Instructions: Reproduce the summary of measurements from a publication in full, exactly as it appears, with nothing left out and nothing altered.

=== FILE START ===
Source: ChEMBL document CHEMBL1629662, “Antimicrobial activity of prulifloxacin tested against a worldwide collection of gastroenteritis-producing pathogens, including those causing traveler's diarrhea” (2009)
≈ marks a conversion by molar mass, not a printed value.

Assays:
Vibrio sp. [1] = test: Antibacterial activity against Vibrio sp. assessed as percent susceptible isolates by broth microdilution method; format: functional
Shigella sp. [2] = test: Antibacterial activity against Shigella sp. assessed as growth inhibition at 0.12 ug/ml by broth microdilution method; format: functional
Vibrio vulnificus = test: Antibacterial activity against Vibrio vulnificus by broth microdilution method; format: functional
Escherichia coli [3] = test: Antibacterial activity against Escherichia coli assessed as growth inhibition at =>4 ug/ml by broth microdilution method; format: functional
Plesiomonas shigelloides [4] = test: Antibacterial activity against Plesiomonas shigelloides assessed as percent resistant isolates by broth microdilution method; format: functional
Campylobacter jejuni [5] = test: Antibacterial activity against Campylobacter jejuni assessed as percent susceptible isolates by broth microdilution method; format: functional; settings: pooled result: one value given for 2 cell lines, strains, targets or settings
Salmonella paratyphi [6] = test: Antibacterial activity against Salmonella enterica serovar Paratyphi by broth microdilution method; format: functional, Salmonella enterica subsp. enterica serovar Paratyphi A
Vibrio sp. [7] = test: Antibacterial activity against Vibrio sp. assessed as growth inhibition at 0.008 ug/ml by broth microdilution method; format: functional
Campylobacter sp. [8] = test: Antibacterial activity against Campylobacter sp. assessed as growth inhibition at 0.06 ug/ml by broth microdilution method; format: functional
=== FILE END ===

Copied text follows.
Source: ChEMBL document CHEMBL1629662, “Antimicrobial activity of prulifloxacin tested against a worldwide collection of gastroenteritis-producing pathogens, including those causing traveler's diarrhea” (2009)
≈ marks a conversion by molar mass, not a printed value.

Assays:
Vibrio sp. [1] = test: Antibacterial activity against Vibrio sp. assessed as percent susceptible isolates by broth microdilution method; format: functional
Shigella sp. [2] = test: Antibacterial activity against Shigella sp. assessed as growth inhibition at 0.12 ug/ml by broth microdilution method; format: functional
Vibrio vulnificus = test: Antibacterial activity against Vibrio vulnificus by broth microdilution method; format: functional
Escherichia coli [3] = test: Antibacterial activity against Escherichia coli assessed as growth inhibition at =>4 ug/ml by broth microdilution method; format: functional
Plesiomonas shigelloides [4] = test: Antibacterial activity against Plesiomonas shigelloides assessed as percent resistant isolates by broth microdilution method; format: functional
Campylobacter jejuni [5] = test: Antibacterial activity against Campylobacter jejuni assessed as percent susceptible isolates by broth microdilution method; format: functional; settings: pooled result: one value given for 2 cell lines, strains, targets or settings
Salmonella paratyphi [6] = test: Antibacterial activity against Salmonella enterica serovar Paratyphi by broth microdilution method; format: functional, Salmonella enterica subsp. enterica serovar Paratyphi A
Vibrio sp. [7] = test: Antibacterial activity against Vibrio sp. assessed as growth inhibition at 0.008 ug/ml by broth microdilution method; format: functional
Campylobacter sp. [8] = test: Antibacterial activity against Campylobacter sp. assessed as growth inhibition at 0.06 ug/ml by broth microdilution method; format: functional